The second day of Egypt’s Economic Development Conference saw the country sign agreements and memoranda of understanding with international companies worth $US 158 billion dollars.
The economic conference kicked off from the resort city of Sharm el-Sheikh on Friday.
Most of the deals signed on Saturday were concentrated in the field of energy, reaching over $30 billion worth of investment.
Egypt has been facing an energy crisis for years, with power outages surging in the summer.
Egyptian authorities have often owed the power crisis to a larger fuel crisis and have been taking measures in recent months to diversify sources of energy.
The government has turned to renewable energy such as solar and wind energy. The state has also passed legislations allowing the generation of energy from coal, despite environmental concerns.
DEALS IN THE FIELD OF ELECTRICITY
China’s State Grid signed with the Egyptian Electricity Transmission Company an agreement to develop Egypt’s electricity transmission grid at the cost of $1.8 billion, the ministry of electricity announced in a statement.
German industrial giant Siemens signed a group of memoranda of understanding with Egypt’s Electricity Ministry to establish power stations at the cost of $10 billion, the ministry said.
Electricity Minister Mohamed Shaker also signed two memoranda of understanding with Saudi Arabia-based power and water project developer ACWA Power and the United Arab Emirates’ state-owned renewable energy firm Masdar, the ministry said.
The first memorandum of understanding was signed with ACWA Power and Masdar to establish a 2200 megawatts electricity power station, a 1500 megawatt solar energy station and a 500 megawatt wind energy station, at the cost of $2.4 billion.
The second memorandum was signed with ACWA Power to establish a power station generating 2000 megawatts of electricity through the use of coal, costing $7 billion. The power station is scheduled to expand to generate 4000 megawatts of electricity.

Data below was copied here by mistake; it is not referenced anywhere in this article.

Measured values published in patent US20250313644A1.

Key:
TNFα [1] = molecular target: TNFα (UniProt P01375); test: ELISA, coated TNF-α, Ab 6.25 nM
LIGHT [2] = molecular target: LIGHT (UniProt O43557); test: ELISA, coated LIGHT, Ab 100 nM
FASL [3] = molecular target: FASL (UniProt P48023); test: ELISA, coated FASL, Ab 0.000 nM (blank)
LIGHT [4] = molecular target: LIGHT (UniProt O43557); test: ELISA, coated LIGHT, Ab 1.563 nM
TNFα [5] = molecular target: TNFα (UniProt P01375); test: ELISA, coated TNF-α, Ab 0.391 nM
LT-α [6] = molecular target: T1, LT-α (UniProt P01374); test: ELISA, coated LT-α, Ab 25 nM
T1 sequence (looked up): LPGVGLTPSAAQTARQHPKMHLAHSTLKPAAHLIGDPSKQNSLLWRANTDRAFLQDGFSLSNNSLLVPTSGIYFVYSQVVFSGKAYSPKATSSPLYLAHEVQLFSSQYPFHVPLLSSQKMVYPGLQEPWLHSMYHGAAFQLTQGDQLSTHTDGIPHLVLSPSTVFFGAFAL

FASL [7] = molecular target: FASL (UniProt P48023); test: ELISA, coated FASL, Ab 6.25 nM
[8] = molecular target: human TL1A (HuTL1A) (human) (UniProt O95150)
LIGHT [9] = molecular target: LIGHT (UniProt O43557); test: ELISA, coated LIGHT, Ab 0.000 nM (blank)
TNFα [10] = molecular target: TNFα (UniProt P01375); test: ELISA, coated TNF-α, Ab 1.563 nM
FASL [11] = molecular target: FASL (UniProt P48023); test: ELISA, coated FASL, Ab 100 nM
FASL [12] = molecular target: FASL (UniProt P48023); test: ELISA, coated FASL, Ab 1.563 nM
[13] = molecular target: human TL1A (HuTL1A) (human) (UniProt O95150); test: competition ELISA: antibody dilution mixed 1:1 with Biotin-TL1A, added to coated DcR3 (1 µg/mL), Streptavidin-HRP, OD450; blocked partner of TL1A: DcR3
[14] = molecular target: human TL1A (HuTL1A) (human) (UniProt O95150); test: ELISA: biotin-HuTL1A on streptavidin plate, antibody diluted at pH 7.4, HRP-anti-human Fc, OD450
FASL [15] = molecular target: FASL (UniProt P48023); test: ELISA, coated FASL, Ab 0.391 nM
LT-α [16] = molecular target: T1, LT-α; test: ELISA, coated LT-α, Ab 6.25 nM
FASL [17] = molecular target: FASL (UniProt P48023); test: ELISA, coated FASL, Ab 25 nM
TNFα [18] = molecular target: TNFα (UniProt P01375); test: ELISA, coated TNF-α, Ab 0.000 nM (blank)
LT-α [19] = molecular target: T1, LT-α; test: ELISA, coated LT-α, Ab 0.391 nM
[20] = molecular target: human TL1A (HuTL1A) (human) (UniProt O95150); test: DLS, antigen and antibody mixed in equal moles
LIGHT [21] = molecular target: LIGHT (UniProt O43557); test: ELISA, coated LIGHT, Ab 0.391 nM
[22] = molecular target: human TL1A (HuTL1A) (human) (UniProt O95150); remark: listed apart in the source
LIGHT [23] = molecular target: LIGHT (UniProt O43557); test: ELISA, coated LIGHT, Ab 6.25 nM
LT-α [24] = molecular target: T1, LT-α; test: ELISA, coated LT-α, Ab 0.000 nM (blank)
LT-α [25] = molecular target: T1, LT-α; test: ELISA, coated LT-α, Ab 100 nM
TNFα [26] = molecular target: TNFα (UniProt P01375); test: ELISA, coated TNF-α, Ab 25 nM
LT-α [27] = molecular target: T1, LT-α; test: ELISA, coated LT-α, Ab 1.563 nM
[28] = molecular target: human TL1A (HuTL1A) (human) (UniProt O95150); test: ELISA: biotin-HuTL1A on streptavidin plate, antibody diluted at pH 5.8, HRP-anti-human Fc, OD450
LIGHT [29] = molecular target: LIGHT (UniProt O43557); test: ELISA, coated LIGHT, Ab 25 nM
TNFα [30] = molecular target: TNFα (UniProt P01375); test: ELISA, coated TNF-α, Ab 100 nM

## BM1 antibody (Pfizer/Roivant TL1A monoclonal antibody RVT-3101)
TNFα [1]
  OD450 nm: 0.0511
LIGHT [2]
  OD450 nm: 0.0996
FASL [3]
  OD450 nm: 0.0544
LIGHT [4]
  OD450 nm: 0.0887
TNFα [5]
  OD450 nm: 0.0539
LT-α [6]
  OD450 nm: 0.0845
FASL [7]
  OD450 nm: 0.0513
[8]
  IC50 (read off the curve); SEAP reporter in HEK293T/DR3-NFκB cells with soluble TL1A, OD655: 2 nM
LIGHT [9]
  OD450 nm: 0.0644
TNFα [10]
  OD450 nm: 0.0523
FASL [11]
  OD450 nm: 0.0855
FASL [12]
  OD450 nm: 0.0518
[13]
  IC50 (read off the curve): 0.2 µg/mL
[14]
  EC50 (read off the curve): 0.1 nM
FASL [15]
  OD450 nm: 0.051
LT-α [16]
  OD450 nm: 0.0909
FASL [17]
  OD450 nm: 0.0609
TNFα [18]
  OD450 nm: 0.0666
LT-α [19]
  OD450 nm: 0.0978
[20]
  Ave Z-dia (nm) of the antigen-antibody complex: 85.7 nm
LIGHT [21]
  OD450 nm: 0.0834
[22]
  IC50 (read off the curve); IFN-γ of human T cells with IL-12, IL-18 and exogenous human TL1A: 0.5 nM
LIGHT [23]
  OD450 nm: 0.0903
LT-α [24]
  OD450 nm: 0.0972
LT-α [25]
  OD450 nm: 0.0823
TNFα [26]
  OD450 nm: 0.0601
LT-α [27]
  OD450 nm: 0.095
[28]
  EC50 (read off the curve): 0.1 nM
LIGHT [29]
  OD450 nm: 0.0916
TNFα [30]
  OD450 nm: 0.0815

GAS AND PETROLEUM
Egypt’s Petroleum Minister Sherif Ismail signed an energy deal worth $12 billion (91.5 billion Egyptian pounds) with energy firm British Petroleum on Saturday.
Ismail said the deal is set to provide Egypt with a quarter of local energy production and will contribute to filling the gap in demand of petroleum products by 2020, reported the state news agency MENA.
The deal will see the British energy giant develop 5 trillion cubic feet of natural gas and 55 million barrels of condensates in the West Nile Delta area.
Italy’s oil company Eni signed with Egypt a framework agreement worth around $5 billion to develop the country’s oil resources over the next four years, the company announced on Saturday.
Eni aims to develop 200 million barrels of oil and around 37 billion cubic metres of gas, it said in a statement.
“Egypt remains at the heart of the Eni Group’s international strategy; an alliance that has lasted for more than 60 years,” the statement read.
Egypt’s government is also scheduled to sign on Sunday an agreement with British energy company BG to invest $4 billion over the next two years, reported Reuters.
Egypt’s Housing Ministry announced on Saturday signing a memorandum of understanding with the Emirati Aabar and the Egyptian Palm Hills real estate companies for a project worth $19.7 billion, reported Reuters.
The new projects will be located in the 6 of October city west of Cairo.
Egypt’s government launched on Friday a new administrative capital east of Cairo at the cost of $45 billion, due to be built within the next five to seven years.
The international Beyti company announced on Saturday it will invest $4 billion in Egypt’s food industry, reported MENA. The investment would involve establishing a new juice factory in Beheira, the company’s executive director said.
PepsiCo will meanwhile expand its production in Egypt by investing $500 million this year, its business unit manager for North East Africa told Reuters on Saturday.
The Islamic Development Bank signed with the Egyptian government six agreements worth $3.875 billion, according to a statement from the ministry of international cooperation. The agreements include a project to develop the International Sharm el-Sheikh Airport, and a petroleum refinery in Assiut.
Supplies Minister Khaled Hanafi also signed two deals on Saturday with the Emirati Swaidan company worth $6 billion, reported MENA.
Egypt has long campaigned for the economic conference among regional and international trade allies, hopeful that it would help revamp its ailing economy after four years of political turmoil.